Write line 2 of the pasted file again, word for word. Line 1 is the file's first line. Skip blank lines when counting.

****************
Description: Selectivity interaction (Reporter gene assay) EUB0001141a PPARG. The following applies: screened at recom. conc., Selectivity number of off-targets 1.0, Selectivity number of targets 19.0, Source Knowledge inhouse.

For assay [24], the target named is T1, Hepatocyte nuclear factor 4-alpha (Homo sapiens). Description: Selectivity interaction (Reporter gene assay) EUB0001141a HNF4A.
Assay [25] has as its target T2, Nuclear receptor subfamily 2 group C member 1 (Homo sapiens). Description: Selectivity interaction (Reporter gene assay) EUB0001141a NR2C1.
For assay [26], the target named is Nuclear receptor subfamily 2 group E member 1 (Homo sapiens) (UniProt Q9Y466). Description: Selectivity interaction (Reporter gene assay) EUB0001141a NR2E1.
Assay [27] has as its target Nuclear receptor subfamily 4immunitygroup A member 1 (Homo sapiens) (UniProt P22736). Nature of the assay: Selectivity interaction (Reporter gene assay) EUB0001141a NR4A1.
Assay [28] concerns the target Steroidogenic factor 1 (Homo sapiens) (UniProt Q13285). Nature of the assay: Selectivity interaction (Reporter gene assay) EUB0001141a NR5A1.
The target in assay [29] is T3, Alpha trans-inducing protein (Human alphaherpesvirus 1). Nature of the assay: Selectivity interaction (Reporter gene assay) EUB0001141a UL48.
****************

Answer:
For assay [24], the target named is T1, Hepatocyte nuclear factor 4-alpha (Homo sapiens). Description: Selectivity interaction (Reporter gene assay) EUB0001141a HNF4A.